I try to learn amd64 assembler. This is the first thing I tried. This piece of assembly should replicate the functionality of the following piece of C code, which turns a binary sha-256 hash into a human readable form.

assembly code

1:  .ascii "0123456789abcdef"
    .global show_hash
    .type show_hash @function
    .func show_hash
    mov $32,%ecx
    .p2align 2
0:  xor %eax,%eax
    mov %eax,%edx
    shr $4,%al
    and $15,%dl
    mov 1b(%rax),%al
    mov 1b(%rdx),%dl
    mov %bl,%ah
    dec %ecx
    jnz 0b
    mov %cl,(%rdi)

C code

void show_hash(char *dst, unsigned char *src) {
  static const char *lookup = "0123456789abcdef";
  char lo, hi, byte;
  int i = 32;

  do {
    byte = *src++;
    hi = lookup[byte >> 4];
    lo = lookup[byte & 0xf];
    *dst++ = hi;
    *dst++ = lo;
  } while (i--);

Am I doing it right? I tried to move the lookup table (label 1) into .section rodata, but all references to it were changed to 0 in the linked program, so I put it into the text section for now.

  • \$\begingroup\$ I don't think you can access data unless it's in the data segment. \$\endgroup\$
    – Hawken
    Oct 22, 2012 at 23:42
  • \$\begingroup\$ @Hawken How do you come to this conclusion? \$\endgroup\$
    – FUZxxl
    Oct 23, 2012 at 5:02
  • \$\begingroup\$ all memory is referenced using the segment specified by %ds or if it's on the stack, %ss. Unless you have personally set the segment register, mov %cs,%ds, or your assembler is adding a custom segment offset, you can't read from outside .data. I don't know if modern OSs allow you to read from .text at all even if you did. \$\endgroup\$
    – Hawken
    Oct 26, 2012 at 20:43
  • \$\begingroup\$ @Hawken You see that this code is written for x86-64 linux which uses a flat memory modell? All segment registers except %fs and %gs which serve a special purpose are set to zero. \$\endgroup\$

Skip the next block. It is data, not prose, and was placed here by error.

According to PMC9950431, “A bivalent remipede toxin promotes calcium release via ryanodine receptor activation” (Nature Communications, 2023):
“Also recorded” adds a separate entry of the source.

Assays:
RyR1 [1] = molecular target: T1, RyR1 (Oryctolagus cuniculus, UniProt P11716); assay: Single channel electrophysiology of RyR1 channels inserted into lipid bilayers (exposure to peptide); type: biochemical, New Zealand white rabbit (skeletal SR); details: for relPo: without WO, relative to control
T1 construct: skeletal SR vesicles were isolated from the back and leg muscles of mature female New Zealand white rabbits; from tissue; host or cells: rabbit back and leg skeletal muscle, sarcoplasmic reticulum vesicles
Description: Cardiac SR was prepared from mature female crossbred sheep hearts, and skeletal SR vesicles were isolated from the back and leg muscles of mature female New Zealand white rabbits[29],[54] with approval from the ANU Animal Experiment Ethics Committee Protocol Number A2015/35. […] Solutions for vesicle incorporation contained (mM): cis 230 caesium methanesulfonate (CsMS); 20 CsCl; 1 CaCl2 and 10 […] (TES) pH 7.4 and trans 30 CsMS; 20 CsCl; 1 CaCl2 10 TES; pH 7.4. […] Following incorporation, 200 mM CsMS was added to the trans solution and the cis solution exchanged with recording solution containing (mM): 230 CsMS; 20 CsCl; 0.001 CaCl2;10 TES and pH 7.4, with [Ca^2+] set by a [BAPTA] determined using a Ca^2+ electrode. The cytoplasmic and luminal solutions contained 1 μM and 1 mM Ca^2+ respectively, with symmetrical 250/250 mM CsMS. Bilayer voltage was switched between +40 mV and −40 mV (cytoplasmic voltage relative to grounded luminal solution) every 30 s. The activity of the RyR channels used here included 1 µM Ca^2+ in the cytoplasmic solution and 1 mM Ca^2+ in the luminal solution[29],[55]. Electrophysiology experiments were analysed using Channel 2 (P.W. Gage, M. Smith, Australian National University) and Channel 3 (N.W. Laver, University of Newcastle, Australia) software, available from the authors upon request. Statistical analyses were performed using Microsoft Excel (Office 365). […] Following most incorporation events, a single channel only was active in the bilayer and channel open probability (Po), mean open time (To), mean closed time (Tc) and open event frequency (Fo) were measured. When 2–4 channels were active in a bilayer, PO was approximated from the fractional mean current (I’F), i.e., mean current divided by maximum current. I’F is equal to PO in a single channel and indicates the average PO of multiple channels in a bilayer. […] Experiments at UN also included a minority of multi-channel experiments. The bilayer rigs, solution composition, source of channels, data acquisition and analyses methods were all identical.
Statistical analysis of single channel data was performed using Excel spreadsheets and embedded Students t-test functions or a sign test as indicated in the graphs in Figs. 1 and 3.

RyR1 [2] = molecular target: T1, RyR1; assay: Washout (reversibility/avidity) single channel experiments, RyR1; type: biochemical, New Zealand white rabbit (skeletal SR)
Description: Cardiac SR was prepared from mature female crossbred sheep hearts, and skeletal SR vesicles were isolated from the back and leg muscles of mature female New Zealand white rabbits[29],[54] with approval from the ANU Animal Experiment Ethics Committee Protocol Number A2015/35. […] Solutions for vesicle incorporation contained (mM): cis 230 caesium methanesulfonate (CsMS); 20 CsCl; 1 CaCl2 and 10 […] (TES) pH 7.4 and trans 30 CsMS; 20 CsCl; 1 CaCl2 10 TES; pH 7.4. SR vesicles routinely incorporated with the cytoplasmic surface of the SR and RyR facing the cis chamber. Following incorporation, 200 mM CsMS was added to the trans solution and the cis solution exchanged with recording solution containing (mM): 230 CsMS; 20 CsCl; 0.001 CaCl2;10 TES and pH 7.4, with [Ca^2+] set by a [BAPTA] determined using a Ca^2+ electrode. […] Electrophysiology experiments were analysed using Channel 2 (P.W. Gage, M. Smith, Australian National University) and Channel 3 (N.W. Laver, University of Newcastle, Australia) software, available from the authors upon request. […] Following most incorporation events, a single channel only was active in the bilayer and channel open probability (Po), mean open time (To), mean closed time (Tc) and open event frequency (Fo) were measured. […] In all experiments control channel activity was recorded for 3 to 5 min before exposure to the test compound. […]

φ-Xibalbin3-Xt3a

– FUZxxl
    Oct 26, 2012 at 20:48
  • \$\begingroup\$ Hmm, I did not know that. wiki.osdev.org/X86-64 contains information on this for anyone else who did not know. \$\endgroup\$
    – Hawken
    Oct 26, 2012 at 21:43

1 Answer 1


I'm not sure whether it's correct:

  • If show_hash uses cdecl calling conventions you should preserve registers like %bl, and read the input parameter values from the stack into esi and edi.
    (see section "3.2.3 Parameter Passing" of the Application Binary Interface: parameters are conveniently passed in the rdi and rsi registers)
  • I don't understand the syntax of mov 1b(%rax),%al: is it reading from the lookup array defined at label 1:? On re-reading, I think it is; however that will only work if the most-significant bytes of rax and rdx are all zero; perhaps you should initialize them as you did using xor %eax,%eax
    (apparently xor %eax,%eax will clear the whole of %rax)
  • You're using stosw which writes two bytes (two ASCII characters) a time; but %ah contains a value from %bl, and %bl wasn't previously initialized? I think that statement should have been mov %dl,%ah not mov %bl,%ah; or perhaps you could have done mov 1b(%rdx),%ah directly.
  • The function ends with mov %cl,(%rdi) to null-terminate the string; that is clever but could use a comment (it took me a bit to figure out). Most of the questions either have good comments, or answer which say that they should have good comments.
  • \$\begingroup\$ xor %eax,%eax implicitly zeroes out the upper 32 bits of %rax as well. Second, this is x86_64 assembly on Linux. The calling convention is different; the first couple of arguments are actually passed in registers. I think I accidentially switched %dl with %bl, but I'm not very sury. \$\endgroup\$
    – FUZxxl
    Mar 6, 2014 at 20:12
  • \$\begingroup\$ I asked this question almost a year ago; I'm not really sure about most parts anymore. \$\endgroup\$
    – FUZxxl
    Mar 6, 2014 at 20:15
  • \$\begingroup\$ In that case the only error I see is the typo involving %bl instead of %dl. \$\endgroup\$
    – ChrisW
    Mar 6, 2014 at 20:40

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